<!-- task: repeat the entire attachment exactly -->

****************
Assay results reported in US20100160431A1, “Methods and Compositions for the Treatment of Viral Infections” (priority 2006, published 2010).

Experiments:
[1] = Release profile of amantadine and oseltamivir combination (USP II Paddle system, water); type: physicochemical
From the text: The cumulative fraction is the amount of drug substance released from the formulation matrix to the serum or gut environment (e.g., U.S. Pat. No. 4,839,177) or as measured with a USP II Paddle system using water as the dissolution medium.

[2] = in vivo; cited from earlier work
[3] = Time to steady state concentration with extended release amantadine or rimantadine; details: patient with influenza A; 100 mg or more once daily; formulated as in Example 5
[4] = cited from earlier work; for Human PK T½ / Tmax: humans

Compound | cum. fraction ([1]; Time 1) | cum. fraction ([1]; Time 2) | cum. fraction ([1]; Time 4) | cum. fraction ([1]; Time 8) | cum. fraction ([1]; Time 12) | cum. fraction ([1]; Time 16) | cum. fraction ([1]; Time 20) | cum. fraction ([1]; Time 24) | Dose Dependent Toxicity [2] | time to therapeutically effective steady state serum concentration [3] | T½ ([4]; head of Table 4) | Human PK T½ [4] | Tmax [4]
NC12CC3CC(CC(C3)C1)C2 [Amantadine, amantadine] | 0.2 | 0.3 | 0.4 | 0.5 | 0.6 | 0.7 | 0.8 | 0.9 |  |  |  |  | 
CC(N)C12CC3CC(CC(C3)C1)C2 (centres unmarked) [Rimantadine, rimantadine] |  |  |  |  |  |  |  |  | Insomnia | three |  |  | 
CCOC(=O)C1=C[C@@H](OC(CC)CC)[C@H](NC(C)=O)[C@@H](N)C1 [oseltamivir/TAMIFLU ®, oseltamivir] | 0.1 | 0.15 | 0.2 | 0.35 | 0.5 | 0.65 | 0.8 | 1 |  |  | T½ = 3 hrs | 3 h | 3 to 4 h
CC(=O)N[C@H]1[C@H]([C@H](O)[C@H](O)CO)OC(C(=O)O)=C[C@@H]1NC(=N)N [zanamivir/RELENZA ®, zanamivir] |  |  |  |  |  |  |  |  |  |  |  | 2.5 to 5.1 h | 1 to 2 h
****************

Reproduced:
Assay results reported in US20100160431A1, “Methods and Compositions for the Treatment of Viral Infections” (priority 2006, published 2010).

Experiments:
[1] = Release profile of amantadine and oseltamivir combination (USP II Paddle system, water); type: physicochemical
From the text: The cumulative fraction is the amount of drug substance released from the formulation matrix to the serum or gut environment (e.g., U.S. Pat. No. 4,839,177) or as measured with a USP II Paddle system using water as the dissolution medium.

[2] = in vivo; cited from earlier work
[3] = Time to steady state concentration with extended release amantadine or rimantadine; details: patient with influenza A; 100 mg or more once daily; formulated as in Example 5
[4] = cited from earlier work; for Human PK T½ / Tmax: humans

Compound | cum. fraction ([1]; Time 1) | cum. fraction ([1]; Time 2) | cum. fraction ([1]; Time 4) | cum. fraction ([1]; Time 8) | cum. fraction ([1]; Time 12) | cum. fraction ([1]; Time 16) | cum. fraction ([1]; Time 20) | cum. fraction ([1]; Time 24) | Dose Dependent Toxicity [2] | time to therapeutically effective steady state serum concentration [3] | T½ ([4]; head of Table 4) | Human PK T½ [4] | Tmax [4]
NC12CC3CC(CC(C3)C1)C2 [Amantadine, amantadine] | 0.2 | 0.3 | 0.4 | 0.5 | 0.6 | 0.7 | 0.8 | 0.9 |  |  |  |  | 
CC(N)C12CC3CC(CC(C3)C1)C2 (centres unmarked) [Rimantadine, rimantadine] |  |  |  |  |  |  |  |  | Insomnia | three |  |  | 
CCOC(=O)C1=C[C@@H](OC(CC)CC)[C@H](NC(C)=O)[C@@H](N)C1 [oseltamivir/TAMIFLU ®, oseltamivir] | 0.1 | 0.15 | 0.2 | 0.35 | 0.5 | 0.65 | 0.8 | 1 |  |  | T½ = 3 hrs | 3 h | 3 to 4 h
CC(=O)N[C@H]1[C@H]([C@H](O)[C@H](O)CO)OC(C(=O)O)=C[C@@H]1NC(=N)N [zanamivir/RELENZA ®, zanamivir] |  |  |  |  |  |  |  |  |  |  |  | 2.5 to 5.1 h | 1 to 2 h